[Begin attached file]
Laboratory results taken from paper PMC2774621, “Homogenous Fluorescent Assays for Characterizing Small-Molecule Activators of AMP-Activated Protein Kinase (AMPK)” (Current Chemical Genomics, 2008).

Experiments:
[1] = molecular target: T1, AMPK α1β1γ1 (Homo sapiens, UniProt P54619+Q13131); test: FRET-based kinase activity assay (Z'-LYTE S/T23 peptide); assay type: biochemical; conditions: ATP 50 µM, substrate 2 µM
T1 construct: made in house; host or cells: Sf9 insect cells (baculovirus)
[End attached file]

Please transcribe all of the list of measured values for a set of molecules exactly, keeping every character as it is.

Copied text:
Laboratory results taken from paper PMC2774621, “Homogenous Fluorescent Assays for Characterizing Small-Molecule Activators of AMP-Activated Protein Kinase (AMPK)” (Current Chemical Genomics, 2008).

Experiments:
[1] = molecular target: T1, AMPK α1β1γ1 (Homo sapiens, UniProt P54619+Q13131); test: FRET-based kinase activity assay (Z'-LYTE S/T23 peptide); assay type: biochemical; conditions: ATP 50 µM, substrate 2 µM
T1 construct: made in house; host or cells: Sf9 insect cells (baculovirus)